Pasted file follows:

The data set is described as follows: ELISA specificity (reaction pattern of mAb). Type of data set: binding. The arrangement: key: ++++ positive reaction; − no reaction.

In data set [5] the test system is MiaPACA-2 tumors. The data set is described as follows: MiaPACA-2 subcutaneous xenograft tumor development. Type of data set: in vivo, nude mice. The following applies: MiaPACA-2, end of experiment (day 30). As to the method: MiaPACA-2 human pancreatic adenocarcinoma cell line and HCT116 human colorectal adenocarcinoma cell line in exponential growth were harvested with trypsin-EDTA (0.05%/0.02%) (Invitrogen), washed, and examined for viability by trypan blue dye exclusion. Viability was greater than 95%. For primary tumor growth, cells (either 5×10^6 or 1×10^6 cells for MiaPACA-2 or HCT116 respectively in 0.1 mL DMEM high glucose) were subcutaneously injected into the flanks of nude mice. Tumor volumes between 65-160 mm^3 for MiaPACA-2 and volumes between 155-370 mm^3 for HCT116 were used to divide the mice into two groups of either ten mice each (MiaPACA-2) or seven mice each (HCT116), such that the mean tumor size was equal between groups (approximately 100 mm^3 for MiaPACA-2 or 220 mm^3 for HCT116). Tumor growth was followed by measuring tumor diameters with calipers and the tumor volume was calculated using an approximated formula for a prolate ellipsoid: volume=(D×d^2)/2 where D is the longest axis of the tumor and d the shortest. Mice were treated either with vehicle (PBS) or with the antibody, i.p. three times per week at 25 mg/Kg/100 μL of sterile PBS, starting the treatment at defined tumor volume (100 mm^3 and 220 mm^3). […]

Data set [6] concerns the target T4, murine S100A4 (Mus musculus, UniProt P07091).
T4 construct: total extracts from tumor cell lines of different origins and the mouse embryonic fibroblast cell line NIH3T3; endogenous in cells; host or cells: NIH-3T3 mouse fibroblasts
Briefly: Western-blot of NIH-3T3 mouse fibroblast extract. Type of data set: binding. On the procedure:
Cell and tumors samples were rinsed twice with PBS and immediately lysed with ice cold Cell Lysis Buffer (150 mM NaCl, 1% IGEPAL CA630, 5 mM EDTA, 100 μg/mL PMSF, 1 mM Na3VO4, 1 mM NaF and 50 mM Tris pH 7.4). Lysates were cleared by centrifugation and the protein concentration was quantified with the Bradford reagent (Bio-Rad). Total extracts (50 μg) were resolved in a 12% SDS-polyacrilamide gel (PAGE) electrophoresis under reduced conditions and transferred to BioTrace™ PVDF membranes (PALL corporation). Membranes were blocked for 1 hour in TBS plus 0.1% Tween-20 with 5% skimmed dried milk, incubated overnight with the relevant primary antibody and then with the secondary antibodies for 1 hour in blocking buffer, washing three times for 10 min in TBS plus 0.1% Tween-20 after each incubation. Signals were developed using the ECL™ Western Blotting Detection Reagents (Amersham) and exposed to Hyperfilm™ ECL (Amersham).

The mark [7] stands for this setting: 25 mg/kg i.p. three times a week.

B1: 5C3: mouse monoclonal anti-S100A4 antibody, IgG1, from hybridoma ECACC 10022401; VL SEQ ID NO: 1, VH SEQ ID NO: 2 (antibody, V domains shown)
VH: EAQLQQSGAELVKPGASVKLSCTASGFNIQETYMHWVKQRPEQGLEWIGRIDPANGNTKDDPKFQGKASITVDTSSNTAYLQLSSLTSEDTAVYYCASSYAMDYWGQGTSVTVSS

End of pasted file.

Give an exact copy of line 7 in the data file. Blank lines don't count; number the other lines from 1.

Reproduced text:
The mark [7] stands for this setting: 25 mg/kg i.p. three times a week.